Ethical considerations

The study was approved by the Research Ethics Committee of the Federal University of Rio Grande do Norte (CEP-UFRN), Brazil, under approval number 1.065.285/2014. All participants were informed about the research objectives and procedures and provided written informed consent, in accordance with Resolution 466/12 of the National Health Council of Brazil.

Sample size

A sample size that is five times the number of items on the instrument being validated [24] was recommended; this was increased by 10% to take into account possible losses. Thus, a sample of 409 volunteers who agreed to participate was selected for this study.

Study participants

The inclusion criteria in this study were as follows: Brazilian citizens who received prenatal care in one of the public health services mentioned above, age at least 14 years, and having a minimum level of education (elementary school). The inclusion criteria were defined according to ethical requirements and relevant heterogeneity samples for methodological analysis [25]. Return questionnaires with no response to one or more items of each dimension of the PSEQ were excluded. Figure 1 shows a flow diagram for the selection of study participants.

Fig. 1
figure1

Selection of study participants

The sample size for test–retest evaluation was determined according to the volunteer's availability to attend the Public Health System services during the reevaluation period. A convenience sample was used to determine which women would complete the PPP-VP in addition to the PSEQ, according to the volunteer's availability to remain in the health service as long as necessary to complete both instruments.

Recruitment and data collection

All pregnant women were invited to participate in the study when they were in the waiting room for prenatal consultation. Initial data collection was performed between October 2014 and July 2015 after obtaining ethical approval for the research, and final data collection was completed between November 2019 and March 2020, as the minimum sample size required for analysis was not reached in the first phase of data collection.

The investigators were trained by the research coordinator and received an instruction manual for data collection. The pregnant women received the evaluation instruments and could respond independently or request the researcher’s help in reading and completing the questionnaires.

First, we collected sociodemographic, clinical, and obstetric data using a questionnaire developed for this study. An additional variable was the Brazilian minimum monthly wage (MW), defined as the lowest remuneration that workers receive as payment for their jobs per month, in addition to variables including age, gestational age, employment status (unemployed or employed), family income (≤ 1 MW or > 1 MW), education level (high school or below, college or above), partner (no or yes), parity (primigravidas or multigravidas), number of appointments with doctors during prenatal care, planned pregnancy (no or yes), and high or low-risk pregnancy based on antenatal care received. Pregnant women were classified as low or high risk according to the criteria used by the Ministry of Health of Brazil [26]. We then administered a version of the PSEQ previously translated and culturally adapted to Brazilian populations by Silva et al. [17]. First, authorization was requested from the author for the translation and validation of the Brazilian Portuguese version of the PSEQ. Two translators fluent in English translated the instrument into Brazilian Portuguese [17]. The translations were then reviewed by an expert committee composed of four people who agreed to the final version of the instrument [17]. Subsequently, the questionnaire was sent to two English-speaking translators for backtranslation [17]. The PSEQ was administered to 36 pregnant women in a pilot study to determine its clarity and coherence [17].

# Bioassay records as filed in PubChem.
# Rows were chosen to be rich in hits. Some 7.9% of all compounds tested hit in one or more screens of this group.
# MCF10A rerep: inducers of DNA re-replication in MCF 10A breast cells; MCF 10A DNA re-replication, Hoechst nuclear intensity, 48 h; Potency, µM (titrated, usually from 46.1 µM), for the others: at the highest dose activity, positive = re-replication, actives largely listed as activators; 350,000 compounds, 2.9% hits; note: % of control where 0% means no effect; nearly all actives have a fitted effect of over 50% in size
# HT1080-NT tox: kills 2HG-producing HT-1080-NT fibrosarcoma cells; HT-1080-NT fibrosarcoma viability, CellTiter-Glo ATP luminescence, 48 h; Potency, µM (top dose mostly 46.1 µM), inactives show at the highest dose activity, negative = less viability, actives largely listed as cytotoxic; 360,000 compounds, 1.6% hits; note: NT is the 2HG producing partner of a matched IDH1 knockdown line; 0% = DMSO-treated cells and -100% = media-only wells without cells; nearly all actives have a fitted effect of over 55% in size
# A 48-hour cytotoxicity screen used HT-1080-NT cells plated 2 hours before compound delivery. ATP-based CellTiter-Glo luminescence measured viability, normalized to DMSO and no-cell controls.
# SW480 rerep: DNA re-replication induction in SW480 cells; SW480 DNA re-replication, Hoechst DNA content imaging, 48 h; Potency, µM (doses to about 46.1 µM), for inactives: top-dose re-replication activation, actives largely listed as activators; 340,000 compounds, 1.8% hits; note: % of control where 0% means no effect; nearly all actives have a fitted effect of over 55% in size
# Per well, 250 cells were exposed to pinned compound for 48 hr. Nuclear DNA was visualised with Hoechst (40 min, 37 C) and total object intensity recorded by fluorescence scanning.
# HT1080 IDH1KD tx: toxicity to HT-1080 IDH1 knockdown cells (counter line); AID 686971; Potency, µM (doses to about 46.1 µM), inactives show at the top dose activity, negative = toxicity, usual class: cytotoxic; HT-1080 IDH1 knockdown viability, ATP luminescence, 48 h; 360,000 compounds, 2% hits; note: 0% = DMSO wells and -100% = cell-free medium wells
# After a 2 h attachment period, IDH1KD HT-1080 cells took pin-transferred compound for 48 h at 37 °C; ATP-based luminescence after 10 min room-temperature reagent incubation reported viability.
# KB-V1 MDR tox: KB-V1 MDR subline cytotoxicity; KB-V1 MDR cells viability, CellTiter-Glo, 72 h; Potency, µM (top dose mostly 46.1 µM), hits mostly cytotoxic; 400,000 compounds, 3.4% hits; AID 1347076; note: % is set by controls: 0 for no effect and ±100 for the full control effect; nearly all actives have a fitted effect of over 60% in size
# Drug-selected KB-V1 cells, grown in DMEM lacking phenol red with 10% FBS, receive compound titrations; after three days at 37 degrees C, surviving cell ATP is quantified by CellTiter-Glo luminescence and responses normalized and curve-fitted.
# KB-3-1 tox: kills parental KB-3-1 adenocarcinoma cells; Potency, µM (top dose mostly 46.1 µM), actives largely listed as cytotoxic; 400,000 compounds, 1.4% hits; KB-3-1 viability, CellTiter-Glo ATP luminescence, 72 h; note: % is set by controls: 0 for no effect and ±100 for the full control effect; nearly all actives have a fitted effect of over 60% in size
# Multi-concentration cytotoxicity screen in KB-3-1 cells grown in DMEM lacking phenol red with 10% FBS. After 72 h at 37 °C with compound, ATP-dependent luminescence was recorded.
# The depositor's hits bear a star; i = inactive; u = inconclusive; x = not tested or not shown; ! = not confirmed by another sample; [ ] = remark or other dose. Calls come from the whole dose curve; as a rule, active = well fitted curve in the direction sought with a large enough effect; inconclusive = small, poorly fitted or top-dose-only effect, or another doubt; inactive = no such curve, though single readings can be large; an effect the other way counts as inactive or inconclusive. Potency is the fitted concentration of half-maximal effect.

Originally developed in English in 1984, the PSEQ was designed by a North American nurse, Regina Lederman [1]. This assessment tool is meant for pregnant women and includes 79 items in seven dimensions of psychosocial adaptation to pregnancy: Well-being of self and baby (items 12, 16, 17, 30, 41, 51, 57, 63, 68, and 71); acceptance of pregnancy (items 1, 3, 9, 22, 32, 58, 61, 62, 66, 69, 74, 76, 77, and 79); identification with motherhood role (items 2, 6, 19, 29, 33, 34, 42, 45, 46, 50, 54, 67, 73, 75, and 78); preparation for labor (items 7, 13, 24, 25, 26, 38, 47, 48, 56, and 72); control in labor (items 8, 11, 15, 18, 27, 39, 49, 52, 53, and 64); relationship with mother (items 14, 20, 21, 28, 31, 37, 44, 55, 59, and 65); and relationship with partner (items 4, 5, 10, 23, 35, 161 36, 40, 43, 60, and 70). Each item consists of a statement related to the period of pregnancy, childbirth, and maternity to which the respondents need to indicate their degree of agreement using a four-point Likert scale, with the following options: (4) very much so, (3) moderately so, (2) somewhat so, and (1) not at all. However, the scoring for questions with positive statements (questions 1, 2, 3, 4, 6, 7, 8, 10, 11, 12, 14, 15, 18, 19, 20, 21, 22, 23, 24, 25, 26, 28, 31, 32, 33, 35, 36, 37, 38, 40, 47, 48, 49, 50, 53, 55, 56, 59, 60, 61, 70, 71, 72, 73, 74, 75, 78, and 79) was reversed. High scores indicate poor adaptation, whereas low scores indicate increased adaptation. The final score allows the assessment of psychosocial adaptation to pregnancy by means of a specific result, with a total score ranging from 79 to 316.